After all, conspicuous consumption is no longer an option for non-chavistas, for Orwellian paranoia has reached its long fingers into the minds of the opposition – which includes the Country Club set, which has now retreated into a fortress mentality here. The built-up walls surrounding their mansions now have electric wires above the spikes atop the high walls overlooked by video cameras and armed guards in fortified cubicles with bulletproof glass.
But the guards themselves are often suspected as part of the problem, as a probable chavista. So arming your security guards, as my brother has done at his dairy farm, is no guarantee; he has stayed away in recent months for fear he may land at the airstrip one day and find his weapons used against him.
This fear and class hatred is part of Chávez’s political design; at the end of his televised speeches, there is a graphic incitement to violence: as his voice spews angry venom about the thieving wealthy who want to oppress the masses, he broadcasts videos of the poor beating Whites, setting cars on fire, looting, and throwing Molotov cocktails. It’s no wonder the prices of apartments has skyrocketed while houses have remained flat.
These days, there’s nowhere safer than one’s bulletproof car. My friend Veronica, currently leading her family’s negotiations with Chávez over his nationalization of their 200,000-acre estate, drives around in her armoured and bulletproof SUV. It has an ambulance siren, a huge honking sound and even a loudspeaker so the driver can address a riot – but you cannot open the windows. Her family have bought an entire fleet of identical cars to confuse potential kidnappers.
Fortunately, Venezuelans are pretty adaptable, and have even taken in their stride the sharp increase in kidnappings, currently quadruple those in Colombia. Kidnappings here fall into two categories: the high-ransom, well-organized ones, plotted with the aid of people’s Facebook pages, which reveal where they go, with whom and in what car; and the quick, opportunistic ones for small amounts of money, known as “kidnap express,” which recently happened to another friend of mine.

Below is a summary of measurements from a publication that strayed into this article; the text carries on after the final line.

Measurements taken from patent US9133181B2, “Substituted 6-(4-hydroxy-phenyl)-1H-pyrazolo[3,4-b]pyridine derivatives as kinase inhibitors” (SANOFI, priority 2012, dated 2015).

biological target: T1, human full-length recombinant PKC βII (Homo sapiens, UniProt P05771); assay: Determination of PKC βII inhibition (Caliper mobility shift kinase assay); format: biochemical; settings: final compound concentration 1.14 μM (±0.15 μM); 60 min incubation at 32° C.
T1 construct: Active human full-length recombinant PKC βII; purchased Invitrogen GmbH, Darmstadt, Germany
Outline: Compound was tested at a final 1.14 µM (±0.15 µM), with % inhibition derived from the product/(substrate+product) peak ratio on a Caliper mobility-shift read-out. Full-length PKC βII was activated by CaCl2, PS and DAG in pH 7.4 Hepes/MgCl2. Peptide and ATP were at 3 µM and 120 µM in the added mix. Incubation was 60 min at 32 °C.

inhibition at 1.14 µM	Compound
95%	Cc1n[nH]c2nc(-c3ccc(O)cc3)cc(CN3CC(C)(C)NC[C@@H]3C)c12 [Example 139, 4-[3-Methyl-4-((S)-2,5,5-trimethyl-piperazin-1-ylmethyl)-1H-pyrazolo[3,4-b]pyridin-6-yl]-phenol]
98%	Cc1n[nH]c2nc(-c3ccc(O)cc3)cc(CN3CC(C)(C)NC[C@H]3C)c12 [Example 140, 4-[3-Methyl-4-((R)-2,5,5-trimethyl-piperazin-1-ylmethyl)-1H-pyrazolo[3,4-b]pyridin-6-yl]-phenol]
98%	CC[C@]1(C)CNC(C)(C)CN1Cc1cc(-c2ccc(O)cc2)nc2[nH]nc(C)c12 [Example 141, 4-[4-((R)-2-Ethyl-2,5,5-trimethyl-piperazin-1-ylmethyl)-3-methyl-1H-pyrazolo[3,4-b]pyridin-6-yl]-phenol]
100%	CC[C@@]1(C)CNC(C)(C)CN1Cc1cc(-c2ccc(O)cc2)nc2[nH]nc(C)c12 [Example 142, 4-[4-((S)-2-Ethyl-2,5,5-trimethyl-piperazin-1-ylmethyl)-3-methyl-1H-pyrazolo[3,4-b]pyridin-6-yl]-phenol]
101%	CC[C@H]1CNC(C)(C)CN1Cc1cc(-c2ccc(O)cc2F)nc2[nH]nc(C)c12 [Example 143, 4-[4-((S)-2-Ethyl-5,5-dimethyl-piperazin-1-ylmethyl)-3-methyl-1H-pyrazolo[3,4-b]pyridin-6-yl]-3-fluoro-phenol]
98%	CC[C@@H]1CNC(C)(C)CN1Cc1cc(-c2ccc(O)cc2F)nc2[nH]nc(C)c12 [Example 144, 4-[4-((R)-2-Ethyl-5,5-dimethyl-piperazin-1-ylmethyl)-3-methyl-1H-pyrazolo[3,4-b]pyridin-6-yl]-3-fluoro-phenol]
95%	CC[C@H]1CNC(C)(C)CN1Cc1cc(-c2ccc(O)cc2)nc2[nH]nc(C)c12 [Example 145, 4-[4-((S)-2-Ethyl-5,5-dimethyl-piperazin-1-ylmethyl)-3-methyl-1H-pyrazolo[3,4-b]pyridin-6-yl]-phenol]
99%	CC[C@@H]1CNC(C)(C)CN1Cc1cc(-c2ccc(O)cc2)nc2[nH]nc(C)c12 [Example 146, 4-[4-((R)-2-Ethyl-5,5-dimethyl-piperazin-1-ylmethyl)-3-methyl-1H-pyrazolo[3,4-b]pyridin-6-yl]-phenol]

As she left her Las Mercedes (think Mayfair) hairdresser and put her key in the door of her Mercedes, a Jeep full of young thugs pulled up behind her and they drew their guns. “Get in,” they said. “And phone your husband and tell him you won’t be coming home unless he gets us $50,000 tonight.” She phoned her husband, he paid, and then she found a hairdresser with valet parking.
The fear of violence is endemic. My husband was told to remove his expensive watch, lest it be taken away from him with a gun to his head, and that’s considered pretty standard. “Don’t take anything. Leave your purse behind,” warned my brother. “Don’t even take your sunglasses. Also, don’t speak until you are inside. Your voice will give you away,” added my sister-in-law.
I was going to my bank, now located in a chavista hotbed, and I was being prepped like I’d be running through the gauntlet at Checkpoint Charlie, or worse, a checkpoint in Baghdad. And it’s Baghdad that is now used as a reference point for the spiraling violence: more people die violently in Caracas every week than in Baghdad, I’m told.
Winding my way behind locked doors and obscured glass through narrow streets full of potholes and angry shouting people and crumbling buildings painted with the red emblem of Chávez, I saw another emblem of the era: beneath a bridge, one homeless man slept in a hammock, while another reclined on a discarded office chair, unwittingly symbolizing the capital flight and decay of independent business as Chávez consolidates his power and bloats his government, absorbing everything that is either profitable or opposes him.
Back ‘in the days of the 4.30’ (when Bs. 4.30 = US$1, rather than Bs. 5200 = US$1), things were not so. I used to accompany my mother to the Portuguese abastos (corner market) to pick out the chicken we would have for dinner and I enjoyed playing with all the fruits in the stands. There was plenty of food and no fear of violence.
Now, thanks to Chávez’s price controls, people have had to cue Soviet-style for three hours to get their staple beans, rice, corn flour or milk – that is, when it’s in stock. If they are fortunate enough to get even a little packet of powdered milk, they get their bellies painted Chávez red to indicate they have already benefitted from chavista generosity. It’s a miracle they’re not branded like cattle, really.
But Venezuelans are a resilient bunch. Even as their homes and streets crumble in time with their economic and political rights, they remain brave. Chávez is clearly scared by the upcoming 23N elections. He has been busy disqualifying the most promising opposition candidates from running, and his rhetoric is increasingly hysterical, saying he will imprison the candidates and militarily occupy the most important electorates if the opposition gains ground there.
And yet, they are not fazed. The opposition quietly carries on, without deigning to respond to falsified evidence and ludicrous accusations, going about its business of campaigning and organizing independent election supervisors. If they gain important ground, Chávez will not be able to amend the constitution to keep himself in power indefinitely, as he tried to do last December. So the opposition quietly chip away. They have faith that their time will come, now or in 2012.